A short collection of fighters unhappy with the UFC

(Josh Hedges/Zuffa LLC)

As recently as two years years ago, it was difficult to prove if fighters held any grievances against the UFC. Within the last year, however, Reebok swept away what was left of the UFC sponsorship market and Scott Coker took the reigns of Bellator MMA and, with it, Viacom’s budget. It should come as no surprise then, with earnings falling and a legitimate alternative rising, that we’ve seen UFC fighters both past and present display more and more of their frustrations publicly.

Let’s take a look at a selection of such stories from the last ten days.

Cung Le

Le, currently among the plantiff’s in the UFC anti-trust case, relays a couple stories regarding his final years under the Zuffa promotional banner.

First, Le details the leadup to his fight with Rich Franklin in Macau. Le worried that he broke his foot during a win over Patrick Cote at UFC 148. The injury turned out to be a deep bone bruise, though Le’s doctor hadn’t cleared him for competition. The UFC pressured Le about the Macau fight (specifically stating, according to Le, that they “needed” him), and Le told them he hoped to be cleared by his doctor in a week. The UFC went ahead and announced the fight later that night.

Le also discussed the drama surrounding his suspension for a positive hGH test. According to Le, the same day he was informed the UFC would be dropping his suspension, Dana White called him up and suggested things would be easier for him if he just admitted use. Le (transcription via MMA Fighting):

“The public would forgive me more. ‘Look at the pitcher from the New York Giants[sic], he got busted for something.’ Dana was saying it’s easier just to admit it. I just didn’t want to talk to him anymore. Had to hang up. He might as well have just sent some thugs to my house to strong-arm me or something.”

No word on whether Le would pass UFC drug czar Jeff Novitzky’s “smell test.”

Miesha Tate

With four straight wins and a number-one ranking, it looked as if Miesha Tate would be next in line for Ronda Rousey. And after Rousey’s quick work of Bethe Correia, that looked to be the case with UFC President Dana White hinting that Rousey-Tate III could be involved in a mega-card in Dallas, Texas.

Then Rousey went on Good Morning America to announce that her next opponent would be Holly Holm.

Tate, who reportedly was not told prior to Rousey’s announcement, was less than thrilled (quotes via MMA Fighting):

“I am extremely disappointed how all the events unfolded this morning regarding news that I will not be fighting Ronda Rousey,” Tate said through manager Josh Jones.

“I was told after my last win that I had earned the title shot,” Tate said. “I’ve already begun training for Rousey and I was shocked to hear the announcement this morning. I regret this for not only myself, but my team, sponsors and the fans who like me believed my next fight was for the title.”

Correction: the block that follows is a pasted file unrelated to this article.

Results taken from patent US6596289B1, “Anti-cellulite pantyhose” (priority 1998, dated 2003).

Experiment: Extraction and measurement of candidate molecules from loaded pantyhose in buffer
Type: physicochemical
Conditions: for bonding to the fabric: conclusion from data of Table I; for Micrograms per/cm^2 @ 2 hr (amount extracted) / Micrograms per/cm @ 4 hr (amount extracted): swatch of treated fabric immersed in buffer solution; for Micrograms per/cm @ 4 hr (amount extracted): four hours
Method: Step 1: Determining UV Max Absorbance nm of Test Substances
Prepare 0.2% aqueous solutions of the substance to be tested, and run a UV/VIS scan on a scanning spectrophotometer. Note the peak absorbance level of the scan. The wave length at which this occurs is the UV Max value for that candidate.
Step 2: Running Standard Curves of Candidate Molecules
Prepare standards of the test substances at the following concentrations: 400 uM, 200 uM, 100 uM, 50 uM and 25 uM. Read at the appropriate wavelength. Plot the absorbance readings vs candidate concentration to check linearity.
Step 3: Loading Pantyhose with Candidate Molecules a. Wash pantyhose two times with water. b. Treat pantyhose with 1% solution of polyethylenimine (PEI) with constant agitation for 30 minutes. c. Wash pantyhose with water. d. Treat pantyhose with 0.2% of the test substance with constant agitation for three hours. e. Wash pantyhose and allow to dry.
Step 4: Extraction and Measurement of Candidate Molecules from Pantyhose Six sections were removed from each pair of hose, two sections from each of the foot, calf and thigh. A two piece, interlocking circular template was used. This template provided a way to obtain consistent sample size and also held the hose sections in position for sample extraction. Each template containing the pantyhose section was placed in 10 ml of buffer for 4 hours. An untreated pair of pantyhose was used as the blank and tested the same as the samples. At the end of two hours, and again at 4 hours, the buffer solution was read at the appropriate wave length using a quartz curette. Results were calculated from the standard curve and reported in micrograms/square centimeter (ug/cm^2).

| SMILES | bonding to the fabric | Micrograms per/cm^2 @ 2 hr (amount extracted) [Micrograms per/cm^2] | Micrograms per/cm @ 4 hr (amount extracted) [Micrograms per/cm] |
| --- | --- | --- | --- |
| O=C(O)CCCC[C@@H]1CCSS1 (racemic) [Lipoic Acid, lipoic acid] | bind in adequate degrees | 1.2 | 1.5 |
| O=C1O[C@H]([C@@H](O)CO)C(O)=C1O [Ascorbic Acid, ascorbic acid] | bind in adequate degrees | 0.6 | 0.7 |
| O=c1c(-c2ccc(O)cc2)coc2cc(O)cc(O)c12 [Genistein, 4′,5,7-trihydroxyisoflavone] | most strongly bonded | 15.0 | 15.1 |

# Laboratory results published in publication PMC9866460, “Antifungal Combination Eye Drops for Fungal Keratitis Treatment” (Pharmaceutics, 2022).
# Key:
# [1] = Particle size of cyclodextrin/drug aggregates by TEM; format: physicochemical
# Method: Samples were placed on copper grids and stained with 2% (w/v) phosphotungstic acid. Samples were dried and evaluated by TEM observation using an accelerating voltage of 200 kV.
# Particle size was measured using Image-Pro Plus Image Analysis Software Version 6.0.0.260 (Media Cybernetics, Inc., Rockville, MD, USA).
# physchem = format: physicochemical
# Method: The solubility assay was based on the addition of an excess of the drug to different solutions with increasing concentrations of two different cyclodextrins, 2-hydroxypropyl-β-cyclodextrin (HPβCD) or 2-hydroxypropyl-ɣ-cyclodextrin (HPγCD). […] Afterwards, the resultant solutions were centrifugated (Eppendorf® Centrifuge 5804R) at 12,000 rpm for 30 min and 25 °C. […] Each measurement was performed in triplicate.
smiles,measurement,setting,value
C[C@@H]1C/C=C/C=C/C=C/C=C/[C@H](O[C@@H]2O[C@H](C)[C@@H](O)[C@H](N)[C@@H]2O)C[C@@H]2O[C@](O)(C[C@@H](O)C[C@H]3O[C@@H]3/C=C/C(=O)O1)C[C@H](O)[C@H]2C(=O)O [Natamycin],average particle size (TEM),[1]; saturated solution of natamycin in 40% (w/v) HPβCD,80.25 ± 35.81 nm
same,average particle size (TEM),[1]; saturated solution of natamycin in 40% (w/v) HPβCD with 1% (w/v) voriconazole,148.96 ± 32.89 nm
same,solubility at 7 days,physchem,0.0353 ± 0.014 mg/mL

Even more infuriating, Holm’s camp requested one more bout before fighting Rousey.

Ronaldo ‘Jacare’ Souza

Speaking of passed-up title contenders, ‘Jacare’ Souza is perfect in five UFC fights and has won eight straight MMA fights going back to September 2011. Souza wasn’t pleased when the UFC announced Luke Rockhold would get the next crack at middleweight champion Chris Weidman (transcription via Bloody Elbow):

“It seems I’m always one fight away from the title fight. It’s funny, I fought Mousasi and that was supposed to be a title eliminator. Then I was going to fight Romero and he got hurt, but a month later he was fighting Lyoto, which I thought was weird. But I’ll be ready, I’ll do some great work and I’ll impress everybody.”

For the third time, the UFC has scheduled Jacare to fight Romero, this time at UFC 194.

Ryan Bader

But Souza and Tate aren’t the only fighters upset about being overlooked for a title shot. Enter Ryan Bader. Owner of a four-fight winning streak, the UFC passed over Bader in favor of Alexander Gustafsson, who the more cynical among us will note is coming off a loss and 1-2 in his last three. Bader vented his frustrations while also hinting at more (transcription via Bloody Elbow):

“I still enjoy fighting the elite of the elite in the top organization. I want to be a UFC fighter. At times like that, where you get passed over, you definitely think of other options. Will I ever get there? I’m doing the right things, I’m going out there and winning. Are they going to hold up their end of the bargain? For me, that’s gone through my mind.”

The UFC didn’t blink an eye when they let Phil Davis walk, so who’s to say they wouldn’t do the same with Bader, even with the division thinning up? Bader is scheduled to fight Rashad Evans in October.

Donald Cerrone

Cerrone seems like the perfect Zuffa company man: comes to fight, wants to be booked as often as possible, and doesn’t complain. So, it was a little surprising to see him go full Rick James and speak up about the Reebok payouts (transcription via Bloody Elbow):

“That’s a touchy subject. If I say something, you will see ‘Cowboy’ fighting in Bellator next week,” Cerrone said on Inside MMA. “Yeah, the Reebok deal is definitely hurting everybody. All the big corporate sponsors I have are sticking with me, thank god.”

Cerrone is scheduled to fight Rafael dos Anjos for the lightweight title in December.

 

LEAVE A REPLY

Please enter your comment!
Please enter your name here